Meanwhile, when I go to my favorite grocery stores the walls are often paneled with wood, refrigerated sections are kept to a minimum, there is warm lighting and decent indie music mixes playing on the loudspeaker. Depending on where you look there are flowers for sale, homemade candles, earth-friendly cleaning products, amazing bakery sections... mmmmmmmm.... it makes me happy just thinking about it!
I've been so fortunate that the timing of my diagnosis with gluten intolerance jibed with a sudden American interest in gluten free and low carb diets. Everywhere I shop, I can find at least one (and generally a selection of) gluten free brand(s) for the product I need. Friends often ask me, "Isn't your diet difficult? Isn't it hard to find the ingredients you need?"
The answer is simply, no. I find it very easy to locate and purchase everything I need to live a happy gluten free existence that keeps me full three meals (well actually, more like five) a day! That being said, living gluten free is definitely more expensive than eating "normally". I can totally understand how following my diet might be a little rough for people on a very limited weekly grocery budget. I hope that gets better soon...
...and I think that it might! I am thrilled to say that Trader Joe's market - long known for its economical pricing - has really embraced the gluten free diet and offers a wide, wide, wide variety of gluten free foods and ingredients in their stores. You can also check out this comprehensive SIX PAGE listing of gluten free Trader Joes products!
At my local Trader Joes store, they are especially great about labeling foods that do not contain gluten ingredients, like this:
The one caveat to this is that I found a few things such as barbecue sauce and salsa in my local Trader Joe's today that had been labeled "No gluten ingredients used", yet when I read the ingredients on the back of each container they clearly read: "Produced in a facility that also processes wheat", etc. Which would, of course, mean that the products could be contaminated with gluten... so they aren't really gluten free after all. As always, it's important for celiac sufferers and folks with gluten intolerance to be ultra-vigilant about ingredients and processing. I told the store manager about the problem, and it seemed like he understood. We'll see if their labeling changes.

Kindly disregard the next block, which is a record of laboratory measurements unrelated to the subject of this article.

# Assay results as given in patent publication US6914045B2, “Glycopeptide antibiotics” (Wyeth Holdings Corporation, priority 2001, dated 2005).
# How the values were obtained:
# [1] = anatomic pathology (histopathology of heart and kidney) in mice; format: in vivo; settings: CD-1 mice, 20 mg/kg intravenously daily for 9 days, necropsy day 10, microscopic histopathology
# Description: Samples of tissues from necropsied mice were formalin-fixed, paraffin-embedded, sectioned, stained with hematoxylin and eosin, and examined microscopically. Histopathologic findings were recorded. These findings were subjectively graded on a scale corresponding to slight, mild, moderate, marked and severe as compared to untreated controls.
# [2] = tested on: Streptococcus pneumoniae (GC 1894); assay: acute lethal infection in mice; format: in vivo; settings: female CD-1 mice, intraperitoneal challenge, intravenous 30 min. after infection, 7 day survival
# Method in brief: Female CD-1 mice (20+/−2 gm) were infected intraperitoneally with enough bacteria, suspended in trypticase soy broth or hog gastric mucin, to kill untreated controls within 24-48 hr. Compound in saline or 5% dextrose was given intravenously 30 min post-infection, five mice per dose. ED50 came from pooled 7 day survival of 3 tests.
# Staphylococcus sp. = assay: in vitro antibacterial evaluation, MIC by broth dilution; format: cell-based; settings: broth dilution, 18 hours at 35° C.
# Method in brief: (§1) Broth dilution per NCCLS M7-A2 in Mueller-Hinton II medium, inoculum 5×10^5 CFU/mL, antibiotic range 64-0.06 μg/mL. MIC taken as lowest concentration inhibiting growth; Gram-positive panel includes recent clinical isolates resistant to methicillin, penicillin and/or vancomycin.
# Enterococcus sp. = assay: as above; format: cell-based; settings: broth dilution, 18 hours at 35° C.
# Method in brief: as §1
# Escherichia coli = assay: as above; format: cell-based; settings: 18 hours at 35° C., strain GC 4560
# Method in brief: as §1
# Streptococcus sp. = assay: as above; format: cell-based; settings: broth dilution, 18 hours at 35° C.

Still, I've got to say I'm thrilled that the Trader Joes brand is taking gluten free so seriously. They've even got a brand new granola on the market:
May you enjoy your trips to your local grocery store or farmer's market as much as I do!
Saturday, June 28, 2008
One of the most frustrating parts of following a gluten free diet is definitely trying to go out to dinner when you're hoping for a simple, inexpensive meal. Since I follow the gluten free restrictions very closely, I have to scrutinize menus carefully and sometimes find myself having weird, uncomfortable conversations with my waiter or waitress - trying to find out whether or not there is hidden gluten in the meal I am ordering.
So far I've found that when we go out to high end restaurants (my definition by California prices, somewhere between $18 - 25 an entree) I generally encounter no problems and the service is considerate. The real challenge occurs when my husband and I are trying to say, grab a quick bite to eat before going to see a movie. We don't want to pay $80 or $100 for a 40 minute meal on our way to the mall... we just want to fill our bellies with a reasonably good dinner for a reasonably low price.
For a while we were going to Pei Wei, a subsidiary of P.F. Changs... but I found that I got sick on their meals four times in a row. There was also the time that I ordered their Spicy Chicken without the vegetables (since it is clearly printed on their gluten free menu to do so as they are cooked in water with pasta) and my server informed me that "the kitchen says the vegetables are fine now," but then checked with her manager and discovered that "the kitchen got it wrong" and they had to re-prepare our entire meal. Sigh.
Anyway, tonight my husband and I were starving and wanted to get some decent food fast... so when he saw the Chevys sign from the freeway, he suggested that we give it a whirl. I wasn't convinced.
All I have to say is... WOW! What a surprise! The ambiance may not be very "romantic" in these chain restaurants and the music they were playing tonight was way too loud and lame... but seriously, you couldn't ask for more attentive service and better gluten free food!